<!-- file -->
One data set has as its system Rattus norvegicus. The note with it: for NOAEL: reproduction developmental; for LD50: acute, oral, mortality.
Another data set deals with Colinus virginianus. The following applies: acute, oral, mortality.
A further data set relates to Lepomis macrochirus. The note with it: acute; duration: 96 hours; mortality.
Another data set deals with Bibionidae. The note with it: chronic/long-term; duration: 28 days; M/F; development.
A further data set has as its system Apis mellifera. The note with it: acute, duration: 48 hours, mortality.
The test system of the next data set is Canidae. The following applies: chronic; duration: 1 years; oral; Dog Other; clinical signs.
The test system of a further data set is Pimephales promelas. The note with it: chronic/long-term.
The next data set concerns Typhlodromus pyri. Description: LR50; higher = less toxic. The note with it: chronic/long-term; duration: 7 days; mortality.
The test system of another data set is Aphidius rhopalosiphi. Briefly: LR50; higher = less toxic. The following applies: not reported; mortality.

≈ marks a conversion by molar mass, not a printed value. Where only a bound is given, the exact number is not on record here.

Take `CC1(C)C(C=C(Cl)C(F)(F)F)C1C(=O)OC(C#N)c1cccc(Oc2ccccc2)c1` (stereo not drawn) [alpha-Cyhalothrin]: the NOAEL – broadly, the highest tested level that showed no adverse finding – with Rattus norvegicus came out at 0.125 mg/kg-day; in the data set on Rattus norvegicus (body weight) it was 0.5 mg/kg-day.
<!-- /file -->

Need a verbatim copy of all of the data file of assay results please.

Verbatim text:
One data set has as its system Rattus norvegicus. The note with it: for NOAEL: reproduction developmental; for LD50: acute, oral, mortality.
Another data set deals with Colinus virginianus. The following applies: acute, oral, mortality.
A further data set relates to Lepomis macrochirus. The note with it: acute; duration: 96 hours; mortality.
Another data set deals with Bibionidae. The note with it: chronic/long-term; duration: 28 days; M/F; development.
A further data set has as its system Apis mellifera. The note with it: acute, duration: 48 hours, mortality.
The test system of the next data set is Canidae. The following applies: chronic; duration: 1 years; oral; Dog Other; clinical signs.
The test system of a further data set is Pimephales promelas. The note with it: chronic/long-term.
The next data set concerns Typhlodromus pyri. Description: LR50; higher = less toxic. The note with it: chronic/long-term; duration: 7 days; mortality.
The test system of another data set is Aphidius rhopalosiphi. Briefly: LR50; higher = less toxic. The following applies: not reported; mortality.

≈ marks a conversion by molar mass, not a printed value. Where only a bound is given, the exact number is not on record here.

Take `CC1(C)C(C=C(Cl)C(F)(F)F)C1C(=O)OC(C#N)c1cccc(Oc2ccccc2)c1` (stereo not drawn) [alpha-Cyhalothrin]: the NOAEL – broadly, the highest tested level that showed no adverse finding – with Rattus norvegicus came out at 0.125 mg/kg-day; in the data set on Rattus norvegicus (body weight) it was 0.5 mg/kg-day.